Manchester United (MANU) is one of the biggest soccer clubs in the world and (at the time of writing) has just won the English Premier League title. This article will examine the stock to see if it is a worthwhile investment.
The depth and breadth of customer loyalty that the Manchester United brand generates is very attractive. For some of the more extreme examples of fan loyalty, you can Google "Manchester United tattoo." A recent survey estimated that 659 million people worldwide "enjoy following Manchester United."
Manchester United is becoming very effective at leveraging the strength of their product (the team's current performance) and the brand (the very strong history of success) into commercial opportunities.
Because a soccer club is not a very standard business model, this article will start by breaking down how the business makes its money. The business is divided into three segments - Commercial, Broadcasting, and Matchday.
The Commercial segment consists of Sponsorship, Merchandising, and New Media. Overall the Commercial segment currently produces £118m per annum (36% of total revenues). Sponsorship revenue was about half of this segment - £61m last year (up from £41m in 2010). The first shirt sponsor paid £500,000 in 1982 for a five-year deal. The recently signed deal for the 2014-21 seasons is worth $80m pa (~£53m). Manchester United was also the first soccer club in England to arrange a sponsorship deal for their training kit which is indicative of both their commercial power, and their drive to find new sources of revenue.
The Merchandising segment is currently managed by Nike (NKE), and the company receives 50% of the profits from the sales of licensed apparel and other products. This was £34m last year, up from £26.5m in 2010. New Media (website, social media, mobile phone apps, etc) is the smallest but fastest growing of the segments - currently it produces £21m pa up from £10m in 2010. Over 90% of this segment's revenue is generated by the MU Mobile brand (mobile content including videos). This is currently only available in Africa and Asia, so there is real potential for growth if and when they introduce the service to developed markets.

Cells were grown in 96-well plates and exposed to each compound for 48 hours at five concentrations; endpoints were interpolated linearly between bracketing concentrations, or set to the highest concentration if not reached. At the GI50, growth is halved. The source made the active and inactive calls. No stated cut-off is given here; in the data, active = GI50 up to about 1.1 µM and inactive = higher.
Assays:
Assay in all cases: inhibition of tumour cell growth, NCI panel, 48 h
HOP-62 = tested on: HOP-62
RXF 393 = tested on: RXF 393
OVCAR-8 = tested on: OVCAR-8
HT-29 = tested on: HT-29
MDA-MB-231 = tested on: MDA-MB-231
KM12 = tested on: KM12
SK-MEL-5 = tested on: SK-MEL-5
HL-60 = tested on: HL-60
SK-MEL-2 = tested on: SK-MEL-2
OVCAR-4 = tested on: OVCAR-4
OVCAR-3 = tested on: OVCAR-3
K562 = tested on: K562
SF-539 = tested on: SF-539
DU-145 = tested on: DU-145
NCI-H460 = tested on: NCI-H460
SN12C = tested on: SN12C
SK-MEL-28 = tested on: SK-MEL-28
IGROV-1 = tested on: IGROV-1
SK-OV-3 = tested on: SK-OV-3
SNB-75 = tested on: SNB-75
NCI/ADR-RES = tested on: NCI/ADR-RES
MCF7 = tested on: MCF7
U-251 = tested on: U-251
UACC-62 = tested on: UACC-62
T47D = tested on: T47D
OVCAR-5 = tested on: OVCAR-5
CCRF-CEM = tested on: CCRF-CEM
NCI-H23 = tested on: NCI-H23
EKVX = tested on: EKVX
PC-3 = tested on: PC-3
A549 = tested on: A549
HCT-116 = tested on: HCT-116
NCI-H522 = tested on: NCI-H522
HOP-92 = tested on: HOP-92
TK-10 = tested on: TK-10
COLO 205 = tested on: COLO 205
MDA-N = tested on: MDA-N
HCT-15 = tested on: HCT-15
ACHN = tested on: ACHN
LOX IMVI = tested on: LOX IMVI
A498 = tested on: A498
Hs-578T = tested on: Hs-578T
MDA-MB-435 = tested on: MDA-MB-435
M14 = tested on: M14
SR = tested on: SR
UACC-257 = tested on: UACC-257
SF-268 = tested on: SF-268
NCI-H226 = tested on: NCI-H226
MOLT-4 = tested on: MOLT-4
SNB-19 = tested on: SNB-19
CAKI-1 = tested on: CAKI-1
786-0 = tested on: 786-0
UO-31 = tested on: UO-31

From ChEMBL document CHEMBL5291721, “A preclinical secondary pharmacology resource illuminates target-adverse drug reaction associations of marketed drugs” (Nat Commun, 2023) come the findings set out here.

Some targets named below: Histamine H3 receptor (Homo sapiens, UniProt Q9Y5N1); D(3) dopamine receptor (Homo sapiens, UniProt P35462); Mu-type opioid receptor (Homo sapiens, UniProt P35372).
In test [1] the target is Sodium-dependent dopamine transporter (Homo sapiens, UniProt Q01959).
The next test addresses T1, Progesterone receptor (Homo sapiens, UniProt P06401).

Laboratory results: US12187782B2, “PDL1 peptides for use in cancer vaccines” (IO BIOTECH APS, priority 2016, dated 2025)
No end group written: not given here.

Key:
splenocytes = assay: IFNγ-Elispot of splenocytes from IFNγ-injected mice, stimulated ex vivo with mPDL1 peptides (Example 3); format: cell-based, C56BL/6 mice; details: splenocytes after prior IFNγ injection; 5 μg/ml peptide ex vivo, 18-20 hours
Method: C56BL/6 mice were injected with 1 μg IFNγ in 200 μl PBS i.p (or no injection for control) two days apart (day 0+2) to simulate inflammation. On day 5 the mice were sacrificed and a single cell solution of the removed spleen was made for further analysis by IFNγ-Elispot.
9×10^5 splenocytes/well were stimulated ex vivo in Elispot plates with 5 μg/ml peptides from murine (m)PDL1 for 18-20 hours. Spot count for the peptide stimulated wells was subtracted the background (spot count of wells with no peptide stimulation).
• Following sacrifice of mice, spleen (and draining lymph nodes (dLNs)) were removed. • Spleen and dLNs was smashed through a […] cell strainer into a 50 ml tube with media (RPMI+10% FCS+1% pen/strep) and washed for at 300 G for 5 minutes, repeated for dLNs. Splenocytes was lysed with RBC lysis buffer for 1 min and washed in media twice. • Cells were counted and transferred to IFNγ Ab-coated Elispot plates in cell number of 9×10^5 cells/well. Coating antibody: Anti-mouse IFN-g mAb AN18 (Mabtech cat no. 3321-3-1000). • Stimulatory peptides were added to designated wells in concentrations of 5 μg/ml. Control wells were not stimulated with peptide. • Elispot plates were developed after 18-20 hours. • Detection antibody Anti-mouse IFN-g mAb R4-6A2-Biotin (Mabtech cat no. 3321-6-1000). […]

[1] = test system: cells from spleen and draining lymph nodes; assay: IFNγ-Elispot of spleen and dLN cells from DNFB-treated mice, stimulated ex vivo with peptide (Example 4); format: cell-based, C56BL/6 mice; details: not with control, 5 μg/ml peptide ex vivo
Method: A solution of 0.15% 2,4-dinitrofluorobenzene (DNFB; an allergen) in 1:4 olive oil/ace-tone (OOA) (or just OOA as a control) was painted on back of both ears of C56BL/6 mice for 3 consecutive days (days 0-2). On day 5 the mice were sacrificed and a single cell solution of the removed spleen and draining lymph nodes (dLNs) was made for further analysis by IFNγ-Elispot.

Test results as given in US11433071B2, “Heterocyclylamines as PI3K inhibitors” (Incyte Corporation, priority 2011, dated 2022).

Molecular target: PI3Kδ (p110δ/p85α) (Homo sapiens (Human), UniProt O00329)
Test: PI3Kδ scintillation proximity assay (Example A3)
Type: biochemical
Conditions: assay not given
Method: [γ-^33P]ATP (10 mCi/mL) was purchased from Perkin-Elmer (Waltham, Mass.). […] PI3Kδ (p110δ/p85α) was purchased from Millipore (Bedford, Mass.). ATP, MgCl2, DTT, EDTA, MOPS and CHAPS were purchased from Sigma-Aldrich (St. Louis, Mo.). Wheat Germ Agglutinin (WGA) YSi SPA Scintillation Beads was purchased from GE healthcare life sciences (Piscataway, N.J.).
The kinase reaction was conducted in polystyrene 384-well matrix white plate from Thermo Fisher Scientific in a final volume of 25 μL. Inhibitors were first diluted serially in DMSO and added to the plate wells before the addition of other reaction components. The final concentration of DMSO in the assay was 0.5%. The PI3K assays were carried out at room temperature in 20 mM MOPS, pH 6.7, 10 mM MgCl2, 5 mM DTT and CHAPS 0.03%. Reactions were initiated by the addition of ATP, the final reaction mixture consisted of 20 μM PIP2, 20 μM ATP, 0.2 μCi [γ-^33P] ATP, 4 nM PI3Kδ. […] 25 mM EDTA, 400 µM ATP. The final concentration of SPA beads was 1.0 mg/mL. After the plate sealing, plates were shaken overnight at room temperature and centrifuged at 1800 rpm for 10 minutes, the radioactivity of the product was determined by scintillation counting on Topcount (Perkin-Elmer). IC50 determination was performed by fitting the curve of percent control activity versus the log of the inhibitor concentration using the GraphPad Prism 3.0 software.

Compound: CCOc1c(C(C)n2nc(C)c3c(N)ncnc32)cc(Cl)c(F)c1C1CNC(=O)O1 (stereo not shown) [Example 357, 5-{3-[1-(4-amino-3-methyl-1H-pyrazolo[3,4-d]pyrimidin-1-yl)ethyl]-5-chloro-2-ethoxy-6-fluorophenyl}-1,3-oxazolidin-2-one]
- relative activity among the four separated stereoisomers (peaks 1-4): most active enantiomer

The Broadcasting segment is currently £104m pa (33% of total). It consists of Manchester United's share of the television revenues of the soccer competitions they participate in. They also run their own premium channel (Manchester United TV) that is available in 54 countries. When Manchester United does well in the competitions they participate in, they receive more broadcasting revenue. However, one important thing to notice is that broadcasting revenue will rise dramatically next season thanks to the Premier League's new television rights deal; there is approximately 60% more money available for the league to share out (this money is just over 50% of Broadcasting revenue for the company). A crude estimate therefore suggests Manchester United will increase Broadcast revenues by at least 25% next year (so perhaps a 10% growth in gross revenue) even if they do not perform better in the Champion's League (as fans obviously hope they will)